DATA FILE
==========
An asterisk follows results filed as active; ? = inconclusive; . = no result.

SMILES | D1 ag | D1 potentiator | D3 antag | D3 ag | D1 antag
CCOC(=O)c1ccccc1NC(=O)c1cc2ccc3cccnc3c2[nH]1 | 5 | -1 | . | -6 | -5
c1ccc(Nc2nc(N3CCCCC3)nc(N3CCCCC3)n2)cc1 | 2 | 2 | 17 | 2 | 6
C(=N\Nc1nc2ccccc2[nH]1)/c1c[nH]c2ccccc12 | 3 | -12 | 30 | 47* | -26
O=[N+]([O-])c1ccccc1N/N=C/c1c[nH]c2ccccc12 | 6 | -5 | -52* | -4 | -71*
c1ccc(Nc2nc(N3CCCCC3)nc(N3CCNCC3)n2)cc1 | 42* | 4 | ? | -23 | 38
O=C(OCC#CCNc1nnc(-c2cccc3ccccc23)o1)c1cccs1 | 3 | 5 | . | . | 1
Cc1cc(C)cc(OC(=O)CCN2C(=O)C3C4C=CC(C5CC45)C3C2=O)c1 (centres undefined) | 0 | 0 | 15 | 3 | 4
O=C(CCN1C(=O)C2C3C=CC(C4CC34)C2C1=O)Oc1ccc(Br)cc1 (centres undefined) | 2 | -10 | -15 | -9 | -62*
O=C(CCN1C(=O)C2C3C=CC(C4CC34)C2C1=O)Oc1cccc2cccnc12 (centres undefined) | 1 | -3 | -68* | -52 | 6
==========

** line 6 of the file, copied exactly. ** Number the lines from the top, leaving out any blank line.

O=[N+]([O-])c1ccccc1N/N=C/c1c[nH]c2ccccc12 | 6 | -5 | -52* | -4 | -71*